Luxury watch prices have fallen due to weak Chinese consumer confidence

Luxury watch prices have fallen due to weak Chinese consumer confidence

Prices of second-hand luxury goods in China have plummeted in recent months, as even the wealthy have cut back on their discretionary spending and are selling their Rolex watches and Hermes bags to raise cash.

More than a dozen popular luxury watch and bag brands have lost between 20 and 50 percent of their value on the secondary market since Shanghai, China’s financial and commercial capital, imposed strict lockdown measures in March to curb the Covid outbreak.

Restrictions in Shanghai and dozens of other regions have led to a heavy blow to small business owners, many of whom have accumulated large collections of luxury goods in better times. But repeated shutdowns have hurt their cash flows.

Last week tens of thousands of tourists in Hainan, an island province dubbed the “Hawaii of China”, were prevented from returning home to stop the outbreak there.

The government promotes Hainan as a duty-free paradise where Chinese consumers can buy the same luxury goods they used to be snapped up in cities like Paris, Rome and London before President Xi Jinping’s controversial zero-covid policy made it virtually impossible to travel abroad for short trips.

Watcheco, an industry portal for pre-owned luxury watches, reported that the price of used Rolex Submariners – a model sought after by connoisseurs and collectors – has fallen 46 percent since March

Luxury handbag dealers in Shanghai and Hangzhou also slashed prices on classics such as Hermès Birkin bags by up to a fifth over the same period.

Pawn shops and other luxury goods resellers said there was a surge in buyers, led by cash-strapped business owners struggling to raise capital to pay off debt and keep their businesses afloat.

“The boom time is over,” said James Wang, a seller of second-hand luxury watches in the eastern city of Nanjing. “We are entering a correction period that could last a long time.”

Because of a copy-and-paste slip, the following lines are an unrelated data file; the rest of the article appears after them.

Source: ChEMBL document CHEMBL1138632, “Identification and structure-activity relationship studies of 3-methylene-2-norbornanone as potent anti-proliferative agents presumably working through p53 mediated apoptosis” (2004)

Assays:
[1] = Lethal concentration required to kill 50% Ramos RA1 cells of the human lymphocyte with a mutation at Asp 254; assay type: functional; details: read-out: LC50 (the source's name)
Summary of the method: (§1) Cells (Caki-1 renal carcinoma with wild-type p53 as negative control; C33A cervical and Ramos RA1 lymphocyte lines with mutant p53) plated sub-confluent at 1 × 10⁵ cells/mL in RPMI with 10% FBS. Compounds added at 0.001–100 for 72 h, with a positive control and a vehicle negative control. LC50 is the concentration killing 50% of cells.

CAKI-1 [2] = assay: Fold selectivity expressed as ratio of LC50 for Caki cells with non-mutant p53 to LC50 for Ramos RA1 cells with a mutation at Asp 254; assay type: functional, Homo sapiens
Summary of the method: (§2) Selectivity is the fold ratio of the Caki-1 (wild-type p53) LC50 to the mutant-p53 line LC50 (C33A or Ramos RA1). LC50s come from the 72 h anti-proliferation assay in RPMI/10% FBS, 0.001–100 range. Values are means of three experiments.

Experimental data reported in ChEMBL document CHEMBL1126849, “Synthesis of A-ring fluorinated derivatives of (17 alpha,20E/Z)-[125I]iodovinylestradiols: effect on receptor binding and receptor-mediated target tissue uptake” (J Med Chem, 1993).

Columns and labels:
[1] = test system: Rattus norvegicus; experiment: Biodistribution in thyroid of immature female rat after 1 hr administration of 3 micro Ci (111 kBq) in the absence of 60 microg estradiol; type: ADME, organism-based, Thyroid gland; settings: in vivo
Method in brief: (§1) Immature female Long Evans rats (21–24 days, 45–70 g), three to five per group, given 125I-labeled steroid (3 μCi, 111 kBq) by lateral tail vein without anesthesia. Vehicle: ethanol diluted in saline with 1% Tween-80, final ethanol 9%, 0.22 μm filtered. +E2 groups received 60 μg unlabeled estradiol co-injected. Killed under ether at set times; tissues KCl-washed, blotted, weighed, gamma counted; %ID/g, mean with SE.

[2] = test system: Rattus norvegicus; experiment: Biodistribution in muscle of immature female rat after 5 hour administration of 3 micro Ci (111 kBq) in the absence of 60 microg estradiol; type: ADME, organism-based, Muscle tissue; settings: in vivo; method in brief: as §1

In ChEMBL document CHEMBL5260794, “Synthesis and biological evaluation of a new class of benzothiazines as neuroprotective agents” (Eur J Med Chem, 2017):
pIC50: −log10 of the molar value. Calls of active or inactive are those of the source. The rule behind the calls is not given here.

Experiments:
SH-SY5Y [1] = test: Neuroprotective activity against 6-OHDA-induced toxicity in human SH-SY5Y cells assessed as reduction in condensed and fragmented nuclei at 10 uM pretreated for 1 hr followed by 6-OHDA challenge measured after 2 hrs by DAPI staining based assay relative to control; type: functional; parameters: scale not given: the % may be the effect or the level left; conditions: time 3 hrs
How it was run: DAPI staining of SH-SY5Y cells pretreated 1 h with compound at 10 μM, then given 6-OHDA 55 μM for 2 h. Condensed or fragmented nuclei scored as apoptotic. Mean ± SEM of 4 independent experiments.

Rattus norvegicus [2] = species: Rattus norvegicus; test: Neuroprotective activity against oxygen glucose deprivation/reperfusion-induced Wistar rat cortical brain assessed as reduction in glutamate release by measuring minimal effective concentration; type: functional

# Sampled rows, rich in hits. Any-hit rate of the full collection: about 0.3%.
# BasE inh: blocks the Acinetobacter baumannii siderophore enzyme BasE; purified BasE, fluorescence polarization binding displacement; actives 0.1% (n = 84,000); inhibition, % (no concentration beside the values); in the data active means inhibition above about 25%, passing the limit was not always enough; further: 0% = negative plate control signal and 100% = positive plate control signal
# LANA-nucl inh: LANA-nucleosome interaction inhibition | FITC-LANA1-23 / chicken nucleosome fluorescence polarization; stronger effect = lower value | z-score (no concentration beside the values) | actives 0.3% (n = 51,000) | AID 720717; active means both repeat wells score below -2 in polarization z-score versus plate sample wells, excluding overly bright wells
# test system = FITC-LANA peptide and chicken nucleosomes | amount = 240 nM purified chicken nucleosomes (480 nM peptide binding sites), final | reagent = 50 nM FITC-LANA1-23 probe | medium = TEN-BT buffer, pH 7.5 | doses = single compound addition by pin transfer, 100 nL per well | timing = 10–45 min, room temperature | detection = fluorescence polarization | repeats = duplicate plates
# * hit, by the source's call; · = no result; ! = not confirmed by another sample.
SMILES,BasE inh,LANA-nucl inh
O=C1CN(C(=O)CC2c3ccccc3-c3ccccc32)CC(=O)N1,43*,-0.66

Wang said he bought six Patek Philippe and 29 Rolex Submariner watches from distressed owners in July alone, compared with Patek Philippes and five Rolex Submariners in the first quarter of this year.

“Patek Philippe says you never own its watch, you just care for it for the next generation,” Wang said. “That’s not the case in a business crisis.”

Shaun Rein of China Market Research, a Shanghai-based consultancy, said the sharp increase in supply and the resulting drop in prices of used luxury goods was evidence of “very weak consumer confidence”.

“It’s probably the weakest I’ve seen in my 25 years in China,” he added.

Some luxury goods investors argued that the recent decline in prices was inevitable after an unsustainable surge before March.

In the six months leading up to the Shanghai shutdown, the price of a used Rolex Submariner rose 240 percent. The same bag dealers who recently lowered their asking prices in Shanghai and Hangzhou did so just months after raising their prices at the start of the new year.

Sam Xue, a watch investor who owns an electric heater factory in the eastern city of Wuxi, said the price increases were “pure speculation” and unsustainable.

“The weak economy it cannot support the luxury boom,” Xue said, adding that he would no longer buy luxury watches unless prices fell another 30 percent.

Additional reporting by Tom Mitchell in Singapore

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